One massive variable that I am extremely happy that they accounted for is weight. If somebody’s weight changes (either up or down) it is likely to affect their symptoms of depression in some way.
To account for this, the diet was deliberately set up to involve exactly enough calories for people to maintain their weight.
The diets weren’t controlled, so even though people could choose to eat how they wanted to, they ended the trial at roughly the weight they started at. This made it clear that the improvements were related to the quality of the diet, not the fact that their weight changed.
It is also worth mentioning that because people had control of how they ate, they didn’t follow the recommended diet strictly. For example, the diet involved 60ml of olive oil (a crazy high amount, which is >450 calories) per day, but the participants averaged ~20ml throughout the trial.
Although they didn’t make all the changes recommended, they did make great strides towards the proposed diet. As another example, they also were told to keep to a maximum of 3 “discretionary” serves per week, and while they didn’t get there, they reduced their original intake by a massive 21 serves per week on average.
The severity of depression was based on the MADRS scale, with anything below 10 being classified as being in remission.
In the intervention group, 32.3% of people got into remission, which is incredible considering they all had severe depression at the start.
Around 21% of people went into remission for anxiety as well, which is interesting because I didn’t expect that link to be as strong.
Interestingly, 8% of people in the social support group went into remission for depression as well, showing that social interaction did play a role.
These results are incredible no doubt, but it brings up a question to ponder: If people didn’t really come that close to following the prescribed diet, would the results have been significantly better if people followed it completely?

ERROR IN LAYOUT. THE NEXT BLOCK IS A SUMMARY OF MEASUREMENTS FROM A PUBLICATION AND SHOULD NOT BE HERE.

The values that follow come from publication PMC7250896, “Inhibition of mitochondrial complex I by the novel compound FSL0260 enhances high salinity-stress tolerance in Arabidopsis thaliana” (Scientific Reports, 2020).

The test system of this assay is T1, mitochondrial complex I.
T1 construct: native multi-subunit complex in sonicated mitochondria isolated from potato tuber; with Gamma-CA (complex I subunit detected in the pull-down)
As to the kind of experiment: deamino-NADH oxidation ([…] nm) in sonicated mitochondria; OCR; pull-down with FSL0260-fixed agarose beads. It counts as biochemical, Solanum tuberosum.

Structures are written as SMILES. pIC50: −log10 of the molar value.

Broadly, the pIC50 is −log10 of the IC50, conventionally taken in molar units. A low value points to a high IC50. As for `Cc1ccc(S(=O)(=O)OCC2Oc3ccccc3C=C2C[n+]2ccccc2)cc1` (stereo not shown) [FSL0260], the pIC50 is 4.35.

Regardless, it is a very “real world” trial which is important since the people who are going to try improving their symptoms are going to be in the real world, rather than in a lab being fed all their food. A 32% remission rate is a great statistic by itself considering diet is only one piece of the puzzle.
How to Actually Implement the Diet
This is the interesting part. I’ll lay out the diet how it is listed in the study, based on the number of servings per day. The serving sizes are based on the Eat for Health Guide and you can find the exact serving sizes in the links in the middle of the page.
Whole grains – 5–8 servings per day
Vegetables – 6 serves per day
Fruit – 3 serves per day
Legumes – 3–4 serves per week
Low-fat and unsweetened dairy foods – 2–3 serves per day
Raw and unsalted nuts – 1 serving per day
Fish – at least 2 serves per week
Lean red meats – 3–4 serves per week
Chicken – 2–3 serves per week
Eggs – up to 6 per week
Olive oil – 3 tablespoons per day
The diet also involved reducing intake of ‘extras’ foods, such as sweets, refined cereals, fried food, fast-food, processed meats and sugary drinks (no more than 3 per week). Alcohol consumption beyond 2 standard drinks per day was included within the ‘extras’ food group.
They also said to only eat until full. This means that although the servings are listed, it is more of a ratio rather than a strict plan.
What Would I Change About the Diet?
Being honest, I have never used this diet 100% as it is laid out with any of my clients. A big reason for this is because most of the clients I see who would benefit from this, also have an interest in losing weight.
Others may disagree with me and try to take the focus off of weight, but I personally prefer to try to assist the client to lose weight at the same time, if that is their goal.
The diet was intentionally set-up so that people would maintain their weight, just to eliminate that variable. Since regular people trying to follow this diet outside of the trial are not research participants, there is no real need for that aspect.